Neil McNeil high school teacher Joe Ferro hopes exposing his students to renewable energy technology today will lead to a brighter future tomorrow. Ferro created and installed the wind turbine and the students added the school logo to the tail fin. Photo by Evan Boudreau

Students introduced to hands-on renewables

  • August 29, 2015

TORONTO - To encourage his students to start thinking about the environment of tomorrow today, technology teacher Joe Ferro has brought renewable energy into the classroom at Neil McNeil High School.

Outside his technology classroom at the east-end Toronto school, Ferro has built a wind turbine generator.

“With all the talk about global warming and air pollution ... (students) need to kind of be mindful of (renewable energy) at a younger age,” he said. “By being exposed to the technology as a student maybe it will spark something in them in the future.”

The wind turbine, a project three years in the making that was completed during the last school year, generates enough electricity to power several desktop computers at a time. Anything extra is stored in the mobile battery unit which can be used for things like charging cellphones, one of Ferro’s student engagement tactics.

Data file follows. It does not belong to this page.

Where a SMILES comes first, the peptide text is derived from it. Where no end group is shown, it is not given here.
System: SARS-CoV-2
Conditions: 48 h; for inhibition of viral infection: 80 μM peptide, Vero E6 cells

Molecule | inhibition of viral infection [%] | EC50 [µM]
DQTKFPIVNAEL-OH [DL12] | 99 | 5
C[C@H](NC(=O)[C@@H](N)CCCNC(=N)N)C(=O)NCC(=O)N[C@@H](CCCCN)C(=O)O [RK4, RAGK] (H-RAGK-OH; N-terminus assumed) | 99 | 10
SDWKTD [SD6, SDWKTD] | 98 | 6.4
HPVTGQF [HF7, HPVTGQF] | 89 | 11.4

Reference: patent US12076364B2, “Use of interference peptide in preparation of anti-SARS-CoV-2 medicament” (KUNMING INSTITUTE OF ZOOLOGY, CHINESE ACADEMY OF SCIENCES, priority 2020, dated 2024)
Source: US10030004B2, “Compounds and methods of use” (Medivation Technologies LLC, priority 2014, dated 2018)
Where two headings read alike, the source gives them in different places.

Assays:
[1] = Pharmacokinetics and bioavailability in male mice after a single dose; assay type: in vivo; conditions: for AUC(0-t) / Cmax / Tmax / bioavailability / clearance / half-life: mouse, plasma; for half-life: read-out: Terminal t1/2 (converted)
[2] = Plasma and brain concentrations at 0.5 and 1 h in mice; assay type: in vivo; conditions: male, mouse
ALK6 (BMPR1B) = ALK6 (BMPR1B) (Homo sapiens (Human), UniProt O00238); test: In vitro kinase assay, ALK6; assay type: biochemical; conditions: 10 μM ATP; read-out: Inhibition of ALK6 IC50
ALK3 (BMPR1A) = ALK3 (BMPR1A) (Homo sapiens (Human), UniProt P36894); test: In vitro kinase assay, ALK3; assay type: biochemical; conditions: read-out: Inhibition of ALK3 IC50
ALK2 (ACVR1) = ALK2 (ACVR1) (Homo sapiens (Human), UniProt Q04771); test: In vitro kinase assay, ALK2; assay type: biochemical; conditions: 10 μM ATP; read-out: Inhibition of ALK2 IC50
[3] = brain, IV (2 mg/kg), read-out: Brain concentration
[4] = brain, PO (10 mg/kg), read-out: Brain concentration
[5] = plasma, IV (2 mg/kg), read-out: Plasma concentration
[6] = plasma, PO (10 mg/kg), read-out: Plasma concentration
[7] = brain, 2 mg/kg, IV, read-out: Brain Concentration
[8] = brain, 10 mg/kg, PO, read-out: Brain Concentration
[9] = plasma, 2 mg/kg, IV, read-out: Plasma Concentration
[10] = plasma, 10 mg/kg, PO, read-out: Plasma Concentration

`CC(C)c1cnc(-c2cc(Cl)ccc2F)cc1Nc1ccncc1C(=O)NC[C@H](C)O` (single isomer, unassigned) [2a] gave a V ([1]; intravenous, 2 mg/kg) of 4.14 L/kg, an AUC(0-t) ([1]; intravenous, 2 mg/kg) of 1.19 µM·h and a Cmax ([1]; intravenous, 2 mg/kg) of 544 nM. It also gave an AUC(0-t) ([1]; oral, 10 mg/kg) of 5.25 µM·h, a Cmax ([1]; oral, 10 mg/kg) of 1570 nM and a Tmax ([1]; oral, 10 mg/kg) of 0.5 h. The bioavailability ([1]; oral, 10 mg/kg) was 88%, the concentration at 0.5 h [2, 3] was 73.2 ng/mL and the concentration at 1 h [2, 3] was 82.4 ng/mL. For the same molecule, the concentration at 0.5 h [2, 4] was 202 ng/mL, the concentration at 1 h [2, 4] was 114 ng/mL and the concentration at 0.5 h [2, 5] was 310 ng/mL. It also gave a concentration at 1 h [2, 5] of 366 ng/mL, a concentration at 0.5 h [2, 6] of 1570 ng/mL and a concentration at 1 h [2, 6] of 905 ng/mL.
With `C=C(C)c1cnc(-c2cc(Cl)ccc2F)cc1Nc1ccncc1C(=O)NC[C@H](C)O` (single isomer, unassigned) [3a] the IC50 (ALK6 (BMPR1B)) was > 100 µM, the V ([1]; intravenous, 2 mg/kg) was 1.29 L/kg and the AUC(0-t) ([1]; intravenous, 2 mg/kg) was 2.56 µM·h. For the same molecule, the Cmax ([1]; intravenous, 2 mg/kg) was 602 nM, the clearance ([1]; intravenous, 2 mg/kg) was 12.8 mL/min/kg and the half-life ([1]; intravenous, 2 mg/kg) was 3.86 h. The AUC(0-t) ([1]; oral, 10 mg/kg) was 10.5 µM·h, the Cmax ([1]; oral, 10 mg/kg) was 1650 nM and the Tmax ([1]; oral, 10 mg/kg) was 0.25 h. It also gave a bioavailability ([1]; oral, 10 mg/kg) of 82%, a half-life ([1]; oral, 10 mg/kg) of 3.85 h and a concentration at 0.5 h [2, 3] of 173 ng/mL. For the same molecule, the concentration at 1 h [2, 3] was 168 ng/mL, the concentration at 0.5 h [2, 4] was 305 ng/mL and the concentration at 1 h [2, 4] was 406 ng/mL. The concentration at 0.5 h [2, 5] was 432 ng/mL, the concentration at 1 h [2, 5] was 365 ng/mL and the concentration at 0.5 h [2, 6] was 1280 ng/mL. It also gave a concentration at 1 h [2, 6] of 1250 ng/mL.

“To get them interested I’ll just walk around the room and ask if anybody needs their phone charged,” he said. “They’ll look at me strange because most teachers want to take their phones away. Then they become interested.”

When the new school year begins in September, Ferro hopes to incorporate the wind turbine into his lessons.

“I have to sit down to write a lesson plan,” he said. “There is no book on this, no lessons I can find on the Internet, so it is still a work in progress.”

An example would be for students to draw a correlation between wind speed and the amount of power generated by examining the wind turbine and battery station.

Ferro went on to say that the Neil McNeil student body is more open to kinesthetic rather than strictly academic learning.

“We’re an all-boys school and they are very much hands-on learners,” he said. “Rather than read it out of a book or look up an article on wind power they prefer working with (the wind turbine) and actually seeing the results first hand.”

The only real disappointment about the project thus far for Ferro is that for the most part students were unable to take part in the construction process due to insurance reasons.

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